1st Update: 18.03.16
2nd Update: 25.03.16
3rd Update: 31.03.16
4th Update: 02.04.16
5th Update: 09.04.16
6th Update: 18.04.16



For this project, I had built a larger set of kaleidoscope mirrors. We brought the two mirrors out to experiment but quickly realised the larger mirror was too heavy to be any useful. I tried replicating the same swirly effect for the indoor shoot, but the results had not been fruitful. Throughout the process, I had relied on the original set of small mirrors.


IMG_9439IMG_9686Slide10Slide12Screen Shot 2016-04-09 at 21.45.45.png

For every 250 raw images of the indoor shoot was roughly two hours of processing in lightroom, and then another thirty mins of rendering to sequence in premiere pro.



Moving Images

Test 1

Test 2

For the first two attempts, I reshot the time-lapse sequences again, and with the lights as how I did for my still images. I experimented with the large kaleidoscope mirrors, but it was too heavy for me to last throughout the session. I eventually used the smaller one for all the sequences. After to two hours of rendering in Lightroom, I lay them out in premiere pro and see how the effects went. I didn’t like the outcome.

Although the effect came out as I have somewhat imagined, I didn’t like the outcome, for  two reasons: one, the laptop screen wasn’t well hidden away and the edge of the screen is visible in the daylight sequences. two, somehow the night image looked better.

Lucy thought the light streaks were a little too much.

Test 3

Test 4

Test 5

The next challenge was to solve the amount and speed of the light streaks. It was almost impossible to maintain the steady rotation speed for all 250 images. so on my next attempt, I did one sequence in two separate layers. I shot 50 frames (two seconds) of the light streak and overlay them onto the sequence in loops (test3). This way, I could remotely control the speed of the light streaks (test 5) however I want.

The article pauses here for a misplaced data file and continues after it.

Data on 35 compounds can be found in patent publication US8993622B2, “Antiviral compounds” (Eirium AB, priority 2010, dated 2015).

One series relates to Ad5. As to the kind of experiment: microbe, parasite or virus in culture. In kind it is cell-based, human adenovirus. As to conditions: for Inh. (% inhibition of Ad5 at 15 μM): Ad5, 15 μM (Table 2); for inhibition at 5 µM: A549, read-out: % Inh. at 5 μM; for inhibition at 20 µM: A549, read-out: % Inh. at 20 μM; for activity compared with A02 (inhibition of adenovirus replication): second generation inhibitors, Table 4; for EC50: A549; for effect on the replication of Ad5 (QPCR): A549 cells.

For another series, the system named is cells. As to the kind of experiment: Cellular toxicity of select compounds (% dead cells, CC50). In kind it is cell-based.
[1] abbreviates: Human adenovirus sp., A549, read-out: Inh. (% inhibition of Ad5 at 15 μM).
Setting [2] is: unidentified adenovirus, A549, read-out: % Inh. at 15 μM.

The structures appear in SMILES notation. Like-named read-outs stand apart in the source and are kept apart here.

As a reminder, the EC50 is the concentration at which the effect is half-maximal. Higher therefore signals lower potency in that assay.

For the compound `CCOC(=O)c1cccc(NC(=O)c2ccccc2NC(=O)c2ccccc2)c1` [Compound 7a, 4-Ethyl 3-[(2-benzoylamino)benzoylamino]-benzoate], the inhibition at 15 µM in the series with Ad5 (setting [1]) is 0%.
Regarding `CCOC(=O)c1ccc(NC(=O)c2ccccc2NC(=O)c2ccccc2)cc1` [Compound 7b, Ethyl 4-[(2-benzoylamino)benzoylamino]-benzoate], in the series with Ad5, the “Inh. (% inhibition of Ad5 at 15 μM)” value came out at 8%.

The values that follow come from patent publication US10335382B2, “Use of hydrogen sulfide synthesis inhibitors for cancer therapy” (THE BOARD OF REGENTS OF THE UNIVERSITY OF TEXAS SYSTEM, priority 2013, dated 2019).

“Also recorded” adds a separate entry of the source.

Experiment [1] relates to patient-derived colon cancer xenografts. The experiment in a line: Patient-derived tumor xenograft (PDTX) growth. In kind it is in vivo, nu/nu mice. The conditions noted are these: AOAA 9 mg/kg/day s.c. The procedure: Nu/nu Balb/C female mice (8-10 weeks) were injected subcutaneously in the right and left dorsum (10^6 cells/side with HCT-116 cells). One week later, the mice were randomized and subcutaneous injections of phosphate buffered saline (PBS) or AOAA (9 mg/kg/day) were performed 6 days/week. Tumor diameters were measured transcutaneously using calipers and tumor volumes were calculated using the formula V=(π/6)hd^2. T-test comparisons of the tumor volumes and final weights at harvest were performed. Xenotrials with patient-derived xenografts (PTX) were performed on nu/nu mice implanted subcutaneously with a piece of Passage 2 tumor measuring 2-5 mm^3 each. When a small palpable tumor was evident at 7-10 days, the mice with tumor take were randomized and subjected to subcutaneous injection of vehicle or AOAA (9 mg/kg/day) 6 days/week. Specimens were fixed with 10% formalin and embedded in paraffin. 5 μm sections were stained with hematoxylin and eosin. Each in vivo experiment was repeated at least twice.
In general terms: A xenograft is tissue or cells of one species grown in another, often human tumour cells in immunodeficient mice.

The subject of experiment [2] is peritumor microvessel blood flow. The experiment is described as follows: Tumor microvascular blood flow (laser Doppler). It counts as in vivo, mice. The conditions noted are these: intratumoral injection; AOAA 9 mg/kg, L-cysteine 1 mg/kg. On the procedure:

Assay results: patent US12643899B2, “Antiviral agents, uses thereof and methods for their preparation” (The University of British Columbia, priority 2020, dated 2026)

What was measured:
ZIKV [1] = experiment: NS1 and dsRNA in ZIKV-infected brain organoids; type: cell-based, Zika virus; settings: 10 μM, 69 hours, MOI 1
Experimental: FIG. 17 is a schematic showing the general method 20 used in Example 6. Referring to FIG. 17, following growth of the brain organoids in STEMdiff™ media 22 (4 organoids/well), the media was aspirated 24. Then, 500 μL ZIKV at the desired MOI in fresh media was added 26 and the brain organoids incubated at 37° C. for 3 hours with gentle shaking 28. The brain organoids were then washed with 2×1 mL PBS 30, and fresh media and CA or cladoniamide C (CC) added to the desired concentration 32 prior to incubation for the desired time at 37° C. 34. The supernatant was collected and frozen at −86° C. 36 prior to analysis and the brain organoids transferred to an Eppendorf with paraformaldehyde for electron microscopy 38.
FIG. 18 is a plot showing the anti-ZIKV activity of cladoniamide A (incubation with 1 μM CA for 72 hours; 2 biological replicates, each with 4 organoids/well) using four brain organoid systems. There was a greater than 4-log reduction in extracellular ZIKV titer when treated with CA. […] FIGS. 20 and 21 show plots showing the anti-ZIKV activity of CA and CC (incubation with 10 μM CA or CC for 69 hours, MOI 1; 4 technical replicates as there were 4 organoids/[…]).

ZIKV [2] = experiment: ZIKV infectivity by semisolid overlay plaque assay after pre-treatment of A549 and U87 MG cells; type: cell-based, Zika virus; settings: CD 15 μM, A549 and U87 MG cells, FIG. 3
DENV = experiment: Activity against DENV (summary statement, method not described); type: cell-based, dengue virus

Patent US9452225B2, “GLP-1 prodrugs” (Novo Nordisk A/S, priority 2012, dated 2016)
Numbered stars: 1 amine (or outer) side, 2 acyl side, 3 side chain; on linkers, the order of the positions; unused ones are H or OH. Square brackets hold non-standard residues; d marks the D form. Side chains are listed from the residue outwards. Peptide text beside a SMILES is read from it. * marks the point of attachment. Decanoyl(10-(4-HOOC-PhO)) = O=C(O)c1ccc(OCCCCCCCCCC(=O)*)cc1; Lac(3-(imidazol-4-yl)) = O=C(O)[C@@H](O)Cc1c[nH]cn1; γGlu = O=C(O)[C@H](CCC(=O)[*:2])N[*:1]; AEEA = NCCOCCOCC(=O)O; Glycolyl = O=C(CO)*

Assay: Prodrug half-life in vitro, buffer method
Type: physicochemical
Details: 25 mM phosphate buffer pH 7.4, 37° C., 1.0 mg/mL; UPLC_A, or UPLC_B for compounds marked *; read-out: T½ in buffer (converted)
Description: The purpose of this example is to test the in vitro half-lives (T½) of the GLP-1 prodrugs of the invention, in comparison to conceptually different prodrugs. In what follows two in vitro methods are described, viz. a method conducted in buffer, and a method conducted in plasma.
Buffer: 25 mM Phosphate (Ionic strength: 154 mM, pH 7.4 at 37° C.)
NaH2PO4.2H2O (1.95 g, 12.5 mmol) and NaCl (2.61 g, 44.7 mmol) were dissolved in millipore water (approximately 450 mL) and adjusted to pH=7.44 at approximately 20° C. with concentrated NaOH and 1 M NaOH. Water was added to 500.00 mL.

Screen Shot 2016-04-09 at 19.33.20


Test 6

On my final attempt, I returned back to Mousehold Heath again, picking a clear night sky. Each image was a 20 sec exposure for 20 sec interval and 9 seconds worth of images. The time lapsing began at 1  am and lasted for about two hours.


The next part took another half a day to produce the final sequence. This time, I used my black mousepad to cover the keyboard, plus the light streak sequence slowed down to about 50% speed.



Screen Shot 2016-04-09 at 17.45.35.png

Variation One

Variation Two (Final result)


My thoughts

My first thought of the final sequence was quite interesting itself. I had not thought that a time-lapse sequence could be further developed in this way. Although I had no part in the filming process, Lucy was able to zoom in on certain portions of the sequence and yet retain its quality. I thought perhaps the video could be improved if there was a proper opening and ending title sequence.



During our collaboration process, we try to make the most of our differences. This enables a deeper synthesis of our ideas. Our research was based on each of our previous developments for our courses, and we used the right tools for our work. Our guiding principles were that we externalize our thinking, presume value even when it’s not obvious. We build upon each other’s works instead of blocking. Where time has always been a constraint, we try to seek the best way forward, not perfection. We make decisions together and provided encouragement and feedback for each other to work on. However, perhaps the one thing we could improve upon was to plan ahead and better communication. After all, developing trust takes time. All in all, it was a good experience.

For an overview of this project, click here.
For my reflection on this collaboration project, click here.



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